CAITLIN KAROLCZAK: IMITATIONS OF MORTALITY
May 25-September 4, 2022
Throughout history, women have been more commonly recalled as muses than artists. Caitlin Karolczak lays claim to both, using both self-portraiture and other imagery in reclamation of identity. Her art practice also exhibits a preoccupaion with the male portrait, examining prevalent notions of fetishization and oft-not-seen vulnerability. Karolczak’s richly layered works combine age-old painting techniques with bold, contemporary mediums. Featuring countless brushstrokes and translucent layers of pigment combined with uncommonly used mediums such as neon, enamel and metal leaf, Karolczak’s work truly stands out in the genre of figurative art.
Caitlin Karolczak was born on Minnesota’s Iron Range. She attended the University of MN at 16, where she received a BFA in Fine Arts and a BA in Art History with an emphasis in 19th century medical photography. In addition to painting Karolczak, pursues installation, sculpture, and performance art, often incorporating objects of biology and antiquity from her personal collection.
Karolczak has exhibited internationally in Bogotá, Vancouver, New York, Miami, Minneapolis, Belgium, Germany and more. Her work is in numerous collections across the US as well as Australia, South America, UK, Canada, Israel & South Africa. She has been interviewed by art publications in Australia, South America, Croatia, & the USA.
W O L F D R E A M
February 16–May 22, 2022
Opening Reception: March 12, 2021 - 6:00–8:00pm
Special Guest: Forever Autumn
Throughout history, Wolves have been the personification of wonder and power. They represent the untamed spirit and unconquered land. With that reputation, they have also been condemned as evil incarnate and, once murdered, a symbol of man’s brutal conquest of nature.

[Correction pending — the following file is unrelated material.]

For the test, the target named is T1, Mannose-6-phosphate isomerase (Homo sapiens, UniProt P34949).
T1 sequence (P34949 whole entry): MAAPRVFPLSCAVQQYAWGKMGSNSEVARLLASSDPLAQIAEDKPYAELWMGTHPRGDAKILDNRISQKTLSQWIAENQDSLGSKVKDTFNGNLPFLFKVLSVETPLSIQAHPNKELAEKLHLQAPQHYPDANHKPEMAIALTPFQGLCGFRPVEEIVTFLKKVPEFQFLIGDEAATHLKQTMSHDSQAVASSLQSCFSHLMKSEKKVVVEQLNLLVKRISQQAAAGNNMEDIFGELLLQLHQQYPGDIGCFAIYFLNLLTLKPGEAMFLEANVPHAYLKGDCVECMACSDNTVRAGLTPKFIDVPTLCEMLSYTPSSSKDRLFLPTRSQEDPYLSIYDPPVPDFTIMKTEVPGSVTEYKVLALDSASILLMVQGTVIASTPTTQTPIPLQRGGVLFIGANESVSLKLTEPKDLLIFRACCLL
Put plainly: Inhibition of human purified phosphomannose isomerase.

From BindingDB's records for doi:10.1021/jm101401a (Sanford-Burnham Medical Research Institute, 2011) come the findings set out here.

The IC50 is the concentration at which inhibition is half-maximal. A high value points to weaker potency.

This exhibition, Juried by Wolf Hollow Director, Zee Soffron, explores and promotes the majesty of these beautiful creatures whose alluring energy continues to inspire.
As a commitment to the preservation of these important animals, The Salem Art Gallery at The Satanic Temple Salem pledges the proceeds of the works included in this exhibition towards our neighbors to the north, Wolf Hollow Conservation and Education Center.
Lore Adler · Christopher Alday · Neeka Allsup · Brian Alves · Joshua Beckett · Grace Becraft · Cory Benhatzel · Courtney Brooke · Colleen Callahan · SB Chandler · Polyvios Christoforos · Fache Desrochers · Angela Douglas · Autumn Ni Dubhghaill · Matthew Dunn · Kimmie Etherton · Sam Evans · seaN fahleN · Alexandra Fische · Terri Jo Frew · Mia González · Michael Grimaldi · Lana Guerra · Melissa Gurr · Elizabeth Jancewicz · Sean Jenkins · Rebecca Klein · Szandora LaVey · Yili Lim · Monica Lara-Crabtree · Matt & Ryan Murray · Elizabeth Neronski · Meg Nichols · Meaghan Parris · Rebecca Petrie · Sandy Frank Price · Ken Reker · Azura Rose · Sarah Rose · Millicent Rosethorn · Danielle Sanfilippo · Ellora Sen-Gupta · Kristin Scholz · Christy Sexton-Sturman · Jack Spellman · Caroline Stjarnborg · Betsy Sullivan · Heather Woodsum · Tom Wilmott
Ash Arenholz · Ariena Ariff · Jennifer Auger · Julie Augustin · Alexia Avila · Jeffrey Ball · James Bostick · Iryna Calinicenco · Joseph Cantor · Bonnie Carlson · Nathan Cheek · Susan Coons · James Courtney · Tori Darnell · Susan Dodge · Beki Ferrari · Jeannie Fransen · Jessica Gentilé · Dan Gilbert · Vishnu Gollakota · Abram Grivois · Sandra Guerrero · Tory Guthrie · Sheryl Hall · Rorschach Hallow · Lisa Hertel · Damien Hnamte · Patt Kelley · Vicki Kirsch · Ken Kokoszka · Seth Lajoie · Jason Lange · Kelley Leach · Amelia Leonards · Jillian Madruga · Max Martelli · Lindsay Martland · Alexis McFate · Magpie McGraw · Audra McGrew · Angelica McNall · Jason Melo · Brian Murphy · Emi Night · Elliot Olson · Kyl Owns · Anna Peintner · Brooke Pinyerd · Jody Poorwill · Casey Renaudette · Russ Renshaw · Stacy Rink · Gracey Ripa · Berenice Rodriguez · Jennifer Savage · Pax Savage · Meghan Scire · Gabriela Sepulveda · Erin Shadoff · Kyrrah Smith · Dafna Steinberg · Yoti Sunflower · Erin Survilas · Ylva Svensson · Katie Della Terza · Vanessa Thompson · Edith Thoms · James Thoms · Roland Tyler · Sam Walsh · Nicole Wimer · Calliope Woods · Matthew Woods · Émile Ypperciel
View Virtual Exhibition Here
Sister Season of Sorrow: Caitlin and Nicole Duennebier
December 8, 2021–February 13, 2022
Opening Reception: December 11, 2021 - 6:00–8:00pm